Governments must support the proposal for an intellectual property (IP) waiver on medical tools developed to tackle Covid-19, said the international humanitarian organisation, Médecins Sans Frontières (MS-Doctors Without Borders).
The waiver will provide governments with an automatic policy option, rather than rely on voluntary measures from pharmaceutical companies, it added.
Their call for improved access to Covid-19 medical products comes ahead of a TRIPS (Trade-Related Aspects of Intellectual Property Rights) council meeting on Wednesday and Thursday, where the proposal from South Africa and India is scheduled for discussion.
The countries had proposed an IP waiver on Covid-19 linked products during the pandemic period, to improve access to them, especially in economically-weak countries.
Backing and support
The proposal, made in October 2020, now has the backing of 58 sponsoring governments, with around 100 countries supporting the proposal overall.
But the pushback has come from certain developed countries that say access-related features are already built into the international trade framework.
Yuanqiong Hu, Senior Legal and Policy Advisor for MSF Access Campaign, told Business Line that governments that had invested a lot of money to accelerate research and development should have insisted with clear requests and conditions so that companies had clear accountability to guarantee access. “However, so far this is not a common practice that had been used by government fundings,” she said, adding that governments need to learn from this pandemic for their future funding policies.
Call to block proposal
Meanwhile, MSF urged the small number of governments that continue to block the IP waiver proposal “to immediately reverse their stonewalling and allow formal negotiations at the WTO (World Trade Organisation) to start”.
The countries blocking or delaying the proposal, including the Australia, Brazil, Canada, the EU, Japan, Norway, Switzerland, the UK and the US, have also secured the majority of available vaccines, much more than needed to vaccinate their entire populations, they pointed out.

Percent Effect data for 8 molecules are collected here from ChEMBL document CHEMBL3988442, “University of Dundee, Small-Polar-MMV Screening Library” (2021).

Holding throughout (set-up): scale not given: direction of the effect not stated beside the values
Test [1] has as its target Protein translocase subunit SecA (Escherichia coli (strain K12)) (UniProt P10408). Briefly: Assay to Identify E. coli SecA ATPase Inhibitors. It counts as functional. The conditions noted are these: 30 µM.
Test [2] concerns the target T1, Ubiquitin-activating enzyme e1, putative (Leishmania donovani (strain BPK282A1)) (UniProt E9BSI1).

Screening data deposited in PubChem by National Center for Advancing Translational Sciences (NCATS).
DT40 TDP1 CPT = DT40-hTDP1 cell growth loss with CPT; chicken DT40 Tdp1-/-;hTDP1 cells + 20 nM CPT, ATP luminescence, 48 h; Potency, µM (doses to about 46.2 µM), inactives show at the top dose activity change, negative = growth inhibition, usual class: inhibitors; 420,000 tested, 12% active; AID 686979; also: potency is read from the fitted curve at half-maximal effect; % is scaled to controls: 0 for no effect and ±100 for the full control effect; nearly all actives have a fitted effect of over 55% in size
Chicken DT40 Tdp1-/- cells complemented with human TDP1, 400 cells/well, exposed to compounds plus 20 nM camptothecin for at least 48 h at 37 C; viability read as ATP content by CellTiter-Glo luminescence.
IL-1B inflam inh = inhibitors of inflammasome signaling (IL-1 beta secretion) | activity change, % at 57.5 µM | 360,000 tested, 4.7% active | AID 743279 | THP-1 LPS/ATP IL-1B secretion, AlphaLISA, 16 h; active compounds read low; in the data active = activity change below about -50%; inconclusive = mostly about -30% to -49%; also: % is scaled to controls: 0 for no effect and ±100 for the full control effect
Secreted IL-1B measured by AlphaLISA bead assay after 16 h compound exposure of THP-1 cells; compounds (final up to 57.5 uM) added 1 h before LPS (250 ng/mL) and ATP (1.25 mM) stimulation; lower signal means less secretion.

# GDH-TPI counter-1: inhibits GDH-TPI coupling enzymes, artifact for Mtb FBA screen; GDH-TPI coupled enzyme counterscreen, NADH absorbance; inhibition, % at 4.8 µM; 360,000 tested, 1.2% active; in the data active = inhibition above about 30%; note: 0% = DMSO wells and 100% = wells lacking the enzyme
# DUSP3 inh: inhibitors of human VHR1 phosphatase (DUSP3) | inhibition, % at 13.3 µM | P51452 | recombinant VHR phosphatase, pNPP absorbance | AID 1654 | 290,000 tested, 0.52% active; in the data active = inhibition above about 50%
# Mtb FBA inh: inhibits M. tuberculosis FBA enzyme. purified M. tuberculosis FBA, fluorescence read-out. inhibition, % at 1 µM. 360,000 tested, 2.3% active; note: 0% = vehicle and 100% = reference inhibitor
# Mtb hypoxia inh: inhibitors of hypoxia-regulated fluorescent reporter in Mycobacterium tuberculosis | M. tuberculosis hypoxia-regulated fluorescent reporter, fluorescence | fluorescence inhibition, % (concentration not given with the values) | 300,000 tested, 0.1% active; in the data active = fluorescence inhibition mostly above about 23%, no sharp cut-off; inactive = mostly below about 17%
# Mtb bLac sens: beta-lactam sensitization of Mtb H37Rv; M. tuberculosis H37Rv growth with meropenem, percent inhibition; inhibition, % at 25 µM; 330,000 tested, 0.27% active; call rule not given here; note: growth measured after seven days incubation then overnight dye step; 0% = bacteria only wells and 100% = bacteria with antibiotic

“Even after one year of this pandemic and 2.5 million deaths, we still see certain governments denying that removing monopolies on Covid-19 medical tools will help increase people’s access to needed treatments, vaccines and tests going forward,” said Christos Christou, MSF’s International President.
As virus variants emerge, MSF said it was critical to ensure that existing and upcoming medical tools were accessible in sufficient quantities and in a timely way, especially for frontline health workers in developing countries, including MSF teams. “If increasing the number of global suppliers of medical tools is not prioritized, people in these countries will remain in a disproportionately disadvantageous position for access,” MSF said.
“Enabled by IP monopolies, corporations continue to pursue secretive and limited commercial deals that exclude many low-and middle-income countries even in the midst of the pandemic,”the organisation said. The waiver proposal could help remove legal uncertainties and risks for potential producers and governments to quickly start preparing to scale up production and supply of treatments, vaccines, and other essential medical tools.
More access, supplies
“In Brazil, where healthcare workers have struggled to provide care during multiple waves of the pandemic so far, MSF witnessed how emerging waves saturated the existing health system resulting in rationing of medical equipment and interventions,”it pointed out, underlining the need for increased access and supplies.